The fascinating, extraordinary thing has been that, given the full public exposure which no Liberal leader has had since Lloyd George, Nick Clegg’s Liberal Democrats suddenly looked to a lot of people like a potential party of government. Clegg performed very well in the first debate. He was more relaxed and fluent than the other two, and he made the case well that UK politics does not automatically and for ever have to be a duopoly. The opinion polls instantly registered scores that made a hung parliament likely. While the Conservatives have retained their lead in the polls throughout the campaign, the lead has diminished because of the Liberals’ surge.

Naturally, as soon as Clegg emerged as the principal threat to an overall Conservative majority, the right-wing newspapers turned their fire on him in the kind of character assassination which only they know how to perform: the combination of insinuation and downright lies which Brown has had to endure for years. But it doesn’t seem to have worked. The Liberal surge has held so far.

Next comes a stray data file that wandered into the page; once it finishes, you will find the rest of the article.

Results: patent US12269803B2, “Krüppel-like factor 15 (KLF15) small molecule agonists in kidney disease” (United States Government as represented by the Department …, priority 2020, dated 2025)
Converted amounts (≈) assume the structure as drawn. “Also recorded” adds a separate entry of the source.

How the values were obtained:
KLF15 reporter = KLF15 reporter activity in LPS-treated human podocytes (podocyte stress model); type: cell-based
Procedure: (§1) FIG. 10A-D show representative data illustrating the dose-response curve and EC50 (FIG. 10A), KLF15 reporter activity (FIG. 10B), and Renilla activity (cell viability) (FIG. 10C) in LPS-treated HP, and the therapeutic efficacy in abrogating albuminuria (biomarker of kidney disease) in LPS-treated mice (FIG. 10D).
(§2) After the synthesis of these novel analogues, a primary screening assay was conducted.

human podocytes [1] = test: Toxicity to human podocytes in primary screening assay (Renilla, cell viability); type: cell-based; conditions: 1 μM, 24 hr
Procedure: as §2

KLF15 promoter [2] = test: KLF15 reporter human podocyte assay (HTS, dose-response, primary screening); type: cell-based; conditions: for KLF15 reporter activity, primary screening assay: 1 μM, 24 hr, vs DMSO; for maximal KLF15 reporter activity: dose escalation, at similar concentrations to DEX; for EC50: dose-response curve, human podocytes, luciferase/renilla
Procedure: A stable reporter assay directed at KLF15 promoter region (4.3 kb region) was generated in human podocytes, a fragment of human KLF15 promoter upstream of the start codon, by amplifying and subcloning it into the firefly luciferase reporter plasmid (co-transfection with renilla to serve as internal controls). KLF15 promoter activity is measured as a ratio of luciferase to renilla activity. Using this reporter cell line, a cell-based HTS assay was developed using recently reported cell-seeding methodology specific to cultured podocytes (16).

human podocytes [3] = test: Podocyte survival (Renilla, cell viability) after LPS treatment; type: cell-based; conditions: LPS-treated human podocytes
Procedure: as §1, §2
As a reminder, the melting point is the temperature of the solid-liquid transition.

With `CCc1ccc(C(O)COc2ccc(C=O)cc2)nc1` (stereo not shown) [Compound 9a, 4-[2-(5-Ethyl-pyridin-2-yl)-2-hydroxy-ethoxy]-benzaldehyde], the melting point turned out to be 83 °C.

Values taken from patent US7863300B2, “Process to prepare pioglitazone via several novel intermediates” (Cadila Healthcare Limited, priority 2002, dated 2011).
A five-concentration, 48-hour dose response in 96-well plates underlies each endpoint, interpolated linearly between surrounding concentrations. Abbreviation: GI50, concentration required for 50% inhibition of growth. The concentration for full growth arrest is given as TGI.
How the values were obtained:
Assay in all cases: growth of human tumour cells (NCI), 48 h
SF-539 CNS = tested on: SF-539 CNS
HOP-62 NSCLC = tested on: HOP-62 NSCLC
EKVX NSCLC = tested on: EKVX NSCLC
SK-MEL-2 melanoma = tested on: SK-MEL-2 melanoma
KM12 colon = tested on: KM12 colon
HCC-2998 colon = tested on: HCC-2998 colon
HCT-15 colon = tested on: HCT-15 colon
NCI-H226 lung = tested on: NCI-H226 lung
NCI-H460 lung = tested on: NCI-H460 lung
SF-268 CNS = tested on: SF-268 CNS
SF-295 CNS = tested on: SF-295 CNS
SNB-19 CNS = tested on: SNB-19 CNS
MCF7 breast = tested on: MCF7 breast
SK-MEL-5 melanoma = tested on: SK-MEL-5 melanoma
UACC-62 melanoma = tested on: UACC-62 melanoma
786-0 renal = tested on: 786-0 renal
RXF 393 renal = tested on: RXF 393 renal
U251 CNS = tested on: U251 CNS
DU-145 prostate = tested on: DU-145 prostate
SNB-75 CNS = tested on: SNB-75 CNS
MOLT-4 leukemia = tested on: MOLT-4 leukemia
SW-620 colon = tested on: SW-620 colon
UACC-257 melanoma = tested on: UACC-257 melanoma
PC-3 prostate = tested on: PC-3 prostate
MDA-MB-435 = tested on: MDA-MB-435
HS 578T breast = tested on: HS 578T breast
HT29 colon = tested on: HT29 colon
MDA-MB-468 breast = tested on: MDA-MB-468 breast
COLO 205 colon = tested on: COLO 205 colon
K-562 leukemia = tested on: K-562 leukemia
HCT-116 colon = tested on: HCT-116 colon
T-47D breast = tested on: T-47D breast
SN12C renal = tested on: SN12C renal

From my point of view, and given the quirkiness of our current electoral system, the best thing to hope for after next Thursday is a Lib/Lab coalition, or at least an agreement that the lesser party in terms of number of seats, which I still think will be the Liberals, will support a Labour government on crucial votes. I must say, in fairness, that if the Conservatives win the greatest number of seats although not an overall majority, they should be given a chance to form a government, but I can’t see them succeeding. In that case, a coalition or agreement between the Liberals and Labour would be able to change the electoral system before the following general election, which would have the highly satisfactory result of keeping the Conservatives out of power for a further lengthy period. I remember writing something like this in the full flood of joy after the 1997 election, imagining a time when Labour would need the Liberals to continue to govern. Of course, with a change in the voting system, it could be that the Liberals, not Labour, come to be the larger progressive party in terms of seats in the House of Commons.